This gorgeous amber hand cut crystal 2 piece vanity set designed by Franz Burkert (1904-1968), was an award-winning work displayed In 1959 at the international exhibition of contemporary glass held under the patronage of President Eisenhower. Of more than 1800 worldwide submissions, only 100 were selected. The exhibit was shown in the museums listed below.*
Both pieces are in excellent condition for their age. Perfume bottle has original sticker in place which dates the piece to Frank's early work. Both have a couple of tiny chips on one or two corners that are difficult to see and which I have attempted to show in the pictures provided. The perfume bottle has one chip on the neck shown in pictures. 7 1/2" tall with stopper, 3 1/2" long, 2 1/4" wide. Dish 4 1/4" long, 3 1/2" wide, 1 1/2" tall.
Jury member for this exhibition Leslie Cheek Jr on this Franz Burkert:
From very different spirit is the Franz Burkert designed perfume bottle crystal glass GmbH from Oberursel (No. 127). Here the basic inspiration was not soft, flowing quality molten glass, but his hard crystalline shear condition - as if the material came from the mine - and was carved. One thinks of the fresh coolness and the majesty of a rare diamond with deep cut facets to increase the jewel-like illusion by the interposition playing prism effects.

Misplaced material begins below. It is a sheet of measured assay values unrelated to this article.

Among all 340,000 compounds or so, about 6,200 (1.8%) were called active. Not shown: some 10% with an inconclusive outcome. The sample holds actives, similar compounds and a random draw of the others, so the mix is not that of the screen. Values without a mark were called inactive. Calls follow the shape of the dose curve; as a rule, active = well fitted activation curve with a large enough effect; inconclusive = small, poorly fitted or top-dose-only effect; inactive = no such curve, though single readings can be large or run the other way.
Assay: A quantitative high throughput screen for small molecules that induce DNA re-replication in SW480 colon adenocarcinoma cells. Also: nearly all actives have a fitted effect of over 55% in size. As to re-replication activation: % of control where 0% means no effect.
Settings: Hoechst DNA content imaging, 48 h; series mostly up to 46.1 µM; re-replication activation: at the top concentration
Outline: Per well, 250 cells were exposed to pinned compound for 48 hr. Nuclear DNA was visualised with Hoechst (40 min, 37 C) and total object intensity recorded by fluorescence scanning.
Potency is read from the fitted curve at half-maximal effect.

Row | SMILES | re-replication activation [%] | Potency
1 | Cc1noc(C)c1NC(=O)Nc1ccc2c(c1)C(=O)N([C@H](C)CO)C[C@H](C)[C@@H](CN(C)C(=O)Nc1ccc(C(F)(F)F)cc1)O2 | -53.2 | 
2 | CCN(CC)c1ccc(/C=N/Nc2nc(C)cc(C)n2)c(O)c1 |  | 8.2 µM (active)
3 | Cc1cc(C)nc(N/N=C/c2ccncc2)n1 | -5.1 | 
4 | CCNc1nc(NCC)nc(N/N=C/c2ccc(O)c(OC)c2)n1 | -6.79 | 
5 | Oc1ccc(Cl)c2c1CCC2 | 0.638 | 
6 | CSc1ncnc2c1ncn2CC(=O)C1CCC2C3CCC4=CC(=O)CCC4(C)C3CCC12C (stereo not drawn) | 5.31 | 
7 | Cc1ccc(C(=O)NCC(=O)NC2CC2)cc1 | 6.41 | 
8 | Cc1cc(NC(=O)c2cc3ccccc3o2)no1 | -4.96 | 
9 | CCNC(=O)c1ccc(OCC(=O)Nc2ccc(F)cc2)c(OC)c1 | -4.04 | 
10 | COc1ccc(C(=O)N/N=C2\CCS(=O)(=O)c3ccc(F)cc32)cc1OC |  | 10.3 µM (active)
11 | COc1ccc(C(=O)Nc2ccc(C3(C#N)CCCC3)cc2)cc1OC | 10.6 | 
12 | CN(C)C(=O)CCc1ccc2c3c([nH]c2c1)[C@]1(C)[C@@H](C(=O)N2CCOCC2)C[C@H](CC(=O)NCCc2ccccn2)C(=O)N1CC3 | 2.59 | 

All this helps to make it a container for the elegance precious perfumes, kept deep in the thick glass walls. The ground is correspondingly difficult to prevent the falling of this relatively small bottle and in that the upper part is really handy, it makes the use of the bottle for perfume use easier.
So the cognac bottle takes as its place in a convivial socializing, this perfume bottle will fit a their role in the serious ritual female cosmetics. Here is a venerable container for spells fragrance - mysterious, elegant, beautiful.
*Carnegie Institute, Pittsburgh, The Art Institute of Chicago, The Metropolitan Museum of Art, New York, The Toledo Museum of Art, Virginia Museum of Fine Arts, Richmond and Corning Glass Museum, New York.
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